In this May 1966 file photo, a U.S. Air Force C-123 flies low along a South Vietnamese highway spraying defoliants on dense jungle growth beside the road to eliminate ambush sites for the Viet Cong during the Vietnam War. During the Vietnam War, Air Force C-123 planes sprayed millions of gallons of herbicides over the jungles of Southeast Asia to destroy enemy crops and tree cover. The war that people in the United States simply call Vietnam and the Vietnamese refer to as their Resistance War Against America has been over for 40-plus years, yet it lingers in so many ways.
In this May 1966 file photo, a U.S. Air Force C-123 flies low along a South Vietnamese highway spraying defoliants on dense jungle growth beside the road to eliminate ambush sites for the Viet Cong during the Vietnam War. During the Vietnam War, Air Force C-123 planes sprayed millions of gallons of herbicides over the jungles of Southeast Asia to destroy enemy crops and tree cover. The war that people in the United States simply call Vietnam and the Vietnamese refer to as their Resistance War Against America has been over for 40-plus years, yet it lingers in so many ways. Anonymous AP file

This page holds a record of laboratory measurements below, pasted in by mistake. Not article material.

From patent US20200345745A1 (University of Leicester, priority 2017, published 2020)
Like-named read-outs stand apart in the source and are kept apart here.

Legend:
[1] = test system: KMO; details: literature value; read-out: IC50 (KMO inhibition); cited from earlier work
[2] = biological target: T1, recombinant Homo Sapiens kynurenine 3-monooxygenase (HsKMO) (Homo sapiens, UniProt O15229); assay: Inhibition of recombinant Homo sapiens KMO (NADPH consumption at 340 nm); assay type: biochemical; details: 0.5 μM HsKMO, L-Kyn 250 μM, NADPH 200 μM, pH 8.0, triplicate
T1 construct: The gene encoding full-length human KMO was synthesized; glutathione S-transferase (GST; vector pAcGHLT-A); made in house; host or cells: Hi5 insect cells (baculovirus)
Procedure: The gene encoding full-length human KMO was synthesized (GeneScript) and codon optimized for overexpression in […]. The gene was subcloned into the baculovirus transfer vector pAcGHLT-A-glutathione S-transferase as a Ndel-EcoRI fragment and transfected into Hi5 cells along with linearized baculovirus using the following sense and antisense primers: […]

In this May 1966 file photo, a U.S. Air Force C-123 flies low along a South Vietnamese highway spraying defoliants on dense jungle growth beside the road to eliminate ambush sites for the Viet Cong during the Vietnam War. During the Vietnam War, Air Force C-123 planes sprayed millions of gallons of herbicides over the jungles of Southeast Asia to destroy enemy crops and tree cover. The war that people in the United States simply call Vietnam and the Vietnamese refer to as their Resistance War Against America has been over for 40-plus years, yet it lingers in so many ways. Anonymous AP file

Time is running out to help the Blue Water Navy vets

October 05, 2018 10:00 AM